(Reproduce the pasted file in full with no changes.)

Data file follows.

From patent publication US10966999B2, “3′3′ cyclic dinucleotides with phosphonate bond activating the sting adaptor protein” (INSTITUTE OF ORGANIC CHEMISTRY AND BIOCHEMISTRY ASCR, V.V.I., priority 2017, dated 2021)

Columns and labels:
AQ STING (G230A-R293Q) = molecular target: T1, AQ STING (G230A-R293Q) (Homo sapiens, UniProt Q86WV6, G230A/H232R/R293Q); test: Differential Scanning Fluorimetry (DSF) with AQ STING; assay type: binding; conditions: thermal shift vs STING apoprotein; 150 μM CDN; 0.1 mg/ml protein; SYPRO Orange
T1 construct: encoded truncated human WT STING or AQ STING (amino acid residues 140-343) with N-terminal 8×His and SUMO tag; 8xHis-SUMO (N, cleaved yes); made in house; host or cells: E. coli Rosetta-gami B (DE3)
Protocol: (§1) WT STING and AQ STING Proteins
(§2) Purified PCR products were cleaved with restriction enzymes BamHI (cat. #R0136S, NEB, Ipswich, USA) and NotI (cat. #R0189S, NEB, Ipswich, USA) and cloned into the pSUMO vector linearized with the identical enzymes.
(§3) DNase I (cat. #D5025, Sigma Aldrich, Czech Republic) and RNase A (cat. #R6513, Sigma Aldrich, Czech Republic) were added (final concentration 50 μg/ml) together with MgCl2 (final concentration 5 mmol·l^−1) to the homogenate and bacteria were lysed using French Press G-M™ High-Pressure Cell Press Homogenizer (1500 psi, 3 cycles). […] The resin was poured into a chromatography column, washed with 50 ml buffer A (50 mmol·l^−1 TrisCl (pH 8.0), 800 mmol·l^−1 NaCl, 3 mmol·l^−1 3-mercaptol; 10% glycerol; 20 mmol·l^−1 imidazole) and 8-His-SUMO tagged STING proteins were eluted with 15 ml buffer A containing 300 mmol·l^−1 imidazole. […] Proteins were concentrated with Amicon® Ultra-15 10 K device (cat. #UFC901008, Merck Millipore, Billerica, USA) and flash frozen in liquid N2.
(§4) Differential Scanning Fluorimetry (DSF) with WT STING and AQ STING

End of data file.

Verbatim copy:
From patent publication US10966999B2, “3′3′ cyclic dinucleotides with phosphonate bond activating the sting adaptor protein” (INSTITUTE OF ORGANIC CHEMISTRY AND BIOCHEMISTRY ASCR, V.V.I., priority 2017, dated 2021)

Columns and labels:
AQ STING (G230A-R293Q) = molecular target: T1, AQ STING (G230A-R293Q) (Homo sapiens, UniProt Q86WV6, G230A/H232R/R293Q); test: Differential Scanning Fluorimetry (DSF) with AQ STING; assay type: binding; conditions: thermal shift vs STING apoprotein; 150 μM CDN; 0.1 mg/ml protein; SYPRO Orange
T1 construct: encoded truncated human WT STING or AQ STING (amino acid residues 140-343) with N-terminal 8×His and SUMO tag; 8xHis-SUMO (N, cleaved yes); made in house; host or cells: E. coli Rosetta-gami B (DE3)
Protocol: (§1) WT STING and AQ STING Proteins
(§2) Purified PCR products were cleaved with restriction enzymes BamHI (cat. #R0136S, NEB, Ipswich, USA) and NotI (cat. #R0189S, NEB, Ipswich, USA) and cloned into the pSUMO vector linearized with the identical enzymes.
(§3) DNase I (cat. #D5025, Sigma Aldrich, Czech Republic) and RNase A (cat. #R6513, Sigma Aldrich, Czech Republic) were added (final concentration 50 μg/ml) together with MgCl2 (final concentration 5 mmol·l^−1) to the homogenate and bacteria were lysed using French Press G-M™ High-Pressure Cell Press Homogenizer (1500 psi, 3 cycles). […] The resin was poured into a chromatography column, washed with 50 ml buffer A (50 mmol·l^−1 TrisCl (pH 8.0), 800 mmol·l^−1 NaCl, 3 mmol·l^−1 3-mercaptol; 10% glycerol; 20 mmol·l^−1 imidazole) and 8-His-SUMO tagged STING proteins were eluted with 15 ml buffer A containing 300 mmol·l^−1 imidazole. […] Proteins were concentrated with Amicon® Ultra-15 10 K device (cat. #UFC901008, Merck Millipore, Billerica, USA) and flash frozen in liquid N2.
(§4) Differential Scanning Fluorimetry (DSF) with WT STING and AQ STING